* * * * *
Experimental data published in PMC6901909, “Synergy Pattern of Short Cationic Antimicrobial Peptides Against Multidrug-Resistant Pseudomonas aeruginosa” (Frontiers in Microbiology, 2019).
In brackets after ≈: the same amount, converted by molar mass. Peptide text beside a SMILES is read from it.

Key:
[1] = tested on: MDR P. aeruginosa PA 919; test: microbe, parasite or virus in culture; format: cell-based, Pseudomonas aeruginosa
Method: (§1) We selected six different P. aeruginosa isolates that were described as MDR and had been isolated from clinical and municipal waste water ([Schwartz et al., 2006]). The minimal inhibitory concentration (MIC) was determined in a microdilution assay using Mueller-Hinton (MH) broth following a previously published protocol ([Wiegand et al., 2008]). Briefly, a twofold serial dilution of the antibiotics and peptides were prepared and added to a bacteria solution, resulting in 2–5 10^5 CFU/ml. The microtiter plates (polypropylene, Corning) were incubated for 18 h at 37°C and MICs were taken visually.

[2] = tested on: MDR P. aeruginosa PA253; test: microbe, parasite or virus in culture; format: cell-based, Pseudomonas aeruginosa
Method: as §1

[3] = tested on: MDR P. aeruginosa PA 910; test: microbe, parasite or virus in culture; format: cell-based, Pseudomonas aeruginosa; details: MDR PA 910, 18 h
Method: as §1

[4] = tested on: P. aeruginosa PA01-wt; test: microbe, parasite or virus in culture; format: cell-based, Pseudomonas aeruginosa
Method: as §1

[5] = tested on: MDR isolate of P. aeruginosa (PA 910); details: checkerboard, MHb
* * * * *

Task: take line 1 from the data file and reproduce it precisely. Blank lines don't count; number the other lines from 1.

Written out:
Experimental data published in PMC6901909, “Synergy Pattern of Short Cationic Antimicrobial Peptides Against Multidrug-Resistant Pseudomonas aeruginosa” (Frontiers in Microbiology, 2019).